PDA

View Full Version : 1/3" CCD


Lurking Luser
October 11th 03, 10:33 PM
I'm new to astro photography and have been using a little Vivitar 1/4 inch
color ccd camera with 'alright' results, but I want sharper images. I don't
have a lot of cash. But I found a 1/3 inch black and white ccd for about $50
on the web. It is the cvc 50 bc. It is a very small board camera sold as a
spy cam, but I'm thinking it might work well for astro photography.

Does anyone have any expierence with this camera?

How clear will details of planets be with a black and white camera?

Chris L Peterson
October 11th 03, 11:02 PM
On Sat, 11 Oct 2003 21:33:17 GMT, "Lurking Luser" >
wrote:

>I'm new to astro photography and have been using a little Vivitar 1/4 inch
>color ccd camera with 'alright' results, but I want sharper images. I don't
>have a lot of cash. But I found a 1/3 inch black and white ccd for about $50
>on the web. It is the cvc 50 bc. It is a very small board camera sold as a
>spy cam, but I'm thinking it might work well for astro photography.
>
>Does anyone have any expierence with this camera?
>
>How clear will details of planets be with a black and white camera?

I'm not familiar with the specific camera you found. However, a B&W camera will
generally give substantially better performance and resolution, and will likely
show more detail with planets. Note, however, that the larger format sensor
probably also means the pixels are larger, so you may need to operate at a
longer focal length if you are currently operating near the optimal sampling
size for your system.

_________________________________________________

Chris L Peterson
Cloudbait Observatory
http://www.cloudbait.com

Lurking Luser
October 11th 03, 11:39 PM
"Chris L Peterson" > wrote in message
...
> On Sat, 11 Oct 2003 21:33:17 GMT, "Lurking Luser"
>
> wrote:
[snipe]
>Note, however, that the larger format sensor
> probably also means the pixels are larger, so you may need to operate at a
> longer focal length if you are currently operating near the optimal
sampling
> size for your system.
>
> _________________________________________________
>
> Chris L Peterson
> Cloudbait Observatory
> http://www.cloudbait.com

Hmm, I have been using a 80mm f/5 scope which gathers a fair amount of
light, but of course has a short focal lemgth of 400mm. Do you think a
barllow would help extend the focal length?

Chris L Peterson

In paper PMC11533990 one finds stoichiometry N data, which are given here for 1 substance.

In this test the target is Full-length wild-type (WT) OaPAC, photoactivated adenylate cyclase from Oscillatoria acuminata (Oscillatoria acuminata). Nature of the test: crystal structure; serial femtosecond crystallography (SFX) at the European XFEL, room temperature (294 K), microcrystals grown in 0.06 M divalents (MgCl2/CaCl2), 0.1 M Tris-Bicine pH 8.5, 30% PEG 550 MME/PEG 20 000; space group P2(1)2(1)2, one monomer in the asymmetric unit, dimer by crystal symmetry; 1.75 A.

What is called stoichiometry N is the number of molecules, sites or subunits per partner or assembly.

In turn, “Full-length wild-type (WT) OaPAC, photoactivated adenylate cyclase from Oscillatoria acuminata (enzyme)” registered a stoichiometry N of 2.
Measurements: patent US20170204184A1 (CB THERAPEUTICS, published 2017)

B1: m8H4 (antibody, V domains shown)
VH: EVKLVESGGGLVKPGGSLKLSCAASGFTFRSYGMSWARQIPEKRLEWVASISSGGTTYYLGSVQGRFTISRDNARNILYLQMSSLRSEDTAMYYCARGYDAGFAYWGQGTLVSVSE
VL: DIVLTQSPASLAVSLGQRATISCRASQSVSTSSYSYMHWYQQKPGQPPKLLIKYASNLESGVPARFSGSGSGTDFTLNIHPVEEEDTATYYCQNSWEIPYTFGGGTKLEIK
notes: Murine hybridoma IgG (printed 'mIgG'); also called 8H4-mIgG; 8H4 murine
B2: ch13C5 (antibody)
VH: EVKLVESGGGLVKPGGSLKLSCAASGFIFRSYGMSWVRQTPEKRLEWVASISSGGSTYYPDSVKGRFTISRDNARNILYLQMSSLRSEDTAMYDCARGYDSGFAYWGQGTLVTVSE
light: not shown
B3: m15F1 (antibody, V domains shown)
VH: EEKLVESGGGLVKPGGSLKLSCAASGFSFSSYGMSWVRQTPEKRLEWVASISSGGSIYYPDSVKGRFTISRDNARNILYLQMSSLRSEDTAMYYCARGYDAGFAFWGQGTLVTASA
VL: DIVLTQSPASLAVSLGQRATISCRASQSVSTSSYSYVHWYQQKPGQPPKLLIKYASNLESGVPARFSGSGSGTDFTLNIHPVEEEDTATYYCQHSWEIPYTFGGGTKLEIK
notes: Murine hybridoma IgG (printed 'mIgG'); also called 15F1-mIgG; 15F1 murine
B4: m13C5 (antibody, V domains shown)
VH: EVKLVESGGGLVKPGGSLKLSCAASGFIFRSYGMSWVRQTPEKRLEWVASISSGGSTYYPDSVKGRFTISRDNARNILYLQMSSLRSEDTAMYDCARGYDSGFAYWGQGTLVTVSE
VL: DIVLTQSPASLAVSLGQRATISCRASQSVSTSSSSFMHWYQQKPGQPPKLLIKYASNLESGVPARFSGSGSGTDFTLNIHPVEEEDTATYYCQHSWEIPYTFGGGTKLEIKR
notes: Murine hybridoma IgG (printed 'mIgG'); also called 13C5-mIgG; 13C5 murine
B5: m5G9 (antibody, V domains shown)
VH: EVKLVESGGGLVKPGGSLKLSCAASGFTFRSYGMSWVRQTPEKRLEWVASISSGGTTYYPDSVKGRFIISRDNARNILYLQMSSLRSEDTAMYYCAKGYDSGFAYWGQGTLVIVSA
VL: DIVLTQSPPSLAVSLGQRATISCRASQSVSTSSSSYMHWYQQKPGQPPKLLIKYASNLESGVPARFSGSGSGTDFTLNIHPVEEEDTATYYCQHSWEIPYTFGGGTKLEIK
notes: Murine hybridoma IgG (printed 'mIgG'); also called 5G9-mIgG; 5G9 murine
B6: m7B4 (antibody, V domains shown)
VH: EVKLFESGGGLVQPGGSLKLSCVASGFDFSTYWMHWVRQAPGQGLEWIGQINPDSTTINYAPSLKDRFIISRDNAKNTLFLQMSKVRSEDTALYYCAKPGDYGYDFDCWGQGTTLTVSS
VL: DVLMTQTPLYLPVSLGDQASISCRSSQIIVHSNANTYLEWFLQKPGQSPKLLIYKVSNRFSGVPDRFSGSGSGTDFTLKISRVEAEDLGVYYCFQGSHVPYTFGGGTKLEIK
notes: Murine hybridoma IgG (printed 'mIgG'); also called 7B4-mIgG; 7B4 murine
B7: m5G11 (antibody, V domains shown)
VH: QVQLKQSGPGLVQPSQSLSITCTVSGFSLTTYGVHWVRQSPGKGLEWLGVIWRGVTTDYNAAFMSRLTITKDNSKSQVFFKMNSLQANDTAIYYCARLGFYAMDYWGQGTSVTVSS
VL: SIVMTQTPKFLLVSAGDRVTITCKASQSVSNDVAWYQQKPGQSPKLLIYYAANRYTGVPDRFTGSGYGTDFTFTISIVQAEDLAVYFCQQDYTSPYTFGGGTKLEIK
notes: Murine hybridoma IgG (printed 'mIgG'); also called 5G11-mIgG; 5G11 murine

October 12th 03, 01:26 AM
On Sat, 11 Oct 2003 22:39:48 GMT, "Lurking Luser" >
wrote:

>Hmm, I have been using a 80mm f/5 scope which gathers a fair amount of
>light, but of course has a short focal lemgth of 400mm. Do you think a
>barllow would help extend the focal length?

For planetary imaging, you aren't even in the ballpark. Figuring that these
small sensors typically have pixel sizes around 5-9u, you are operating at a
pixel scale of 2.5-4.5"! That is at least 10 times too big for imaging planets,
where short exposure times can beat atmospheric seeing.

Put another way, you are getting only about 5 pixels across Mars, where you
should be getting 50 or more. With such a short scope, it is going to take more
than a barlow to improve things much. If you don't have a longer focal length
scope available, you should be looking at eyepiece projection. Otherwise
switching to another camera will give no improvement at all, and if the pixels
are larger (as they probably will be) you will lose even more of the scarce
detail you already have.

_________________________________________________

Chris L Peterson
Cloudbait Observatory
http://www.cloudbait.com

Lurking Luser
October 12th 03, 07:09 PM
"Chris L Peterson" > wrote in message
...
> On Sat, 11 Oct 2003 22:39:48 GMT, "Lurking Luser"
>
> wrote:
>
> >Hmm, I have been using a 80mm f/5 scope which gathers a fair amount of
> >light, but of course has a short focal lemgth of 400mm. Do you think a
> >barllow would help extend the focal length?
>
> For planetary imaging, you aren't even in the ballpark. Figuring that
these
> small sensors typically have pixel sizes around 5-9u, you are operating at
a
> pixel scale of 2.5-4.5"! That is at least 10 times too big for imaging
planets,
> where short exposure times can beat atmospheric seeing.
>
> Put another way, you are getting only about 5 pixels across Mars, where
you
> should be getting 50 or more. With such a short scope, it is going to take
more
> than a barlow to improve things much. If you don't have a longer focal
length
> scope available, you should be looking at eyepiece projection. Otherwise
> switching to another camera will give no improvement at all, and if the
pixels
> are larger (as they probably will be) you will lose even more of the
scarce
> detail you already have.
>
> _________________________________________________
>
> Chris L Peterson
> Cloudbait Observatory
> http://www.cloudbait.com

Thanks! Like I say I'm new at this. It sounds like projection is my only
hope with the equiptment that I have (or can afford right now).

I do have a 60mm f12 that I used with a 3x barlow to get a blurry picture of
mars.

I know I'm pushing all kinds of optical limts, but using the 80mm f5, a 2x
barlow and a 20mm eyepiece with a project length of 60mm I should be able to
get 160x which -should- be within an 80mm objective's optical range.

Or would I have better luck using the 60mm f12 with a 20mm lens, a 3x barlow
and a projection length of 60mm? If I am doing the math correctly that gives
210x which is beyound a 60mm len's limit. The problem with the 60mm scope is
I can't get it to focus with the barrlow at 2x. I have to put it directly
into the tube, which gives me the 3x barlow.

I guess I am going to have to save up for a better scope.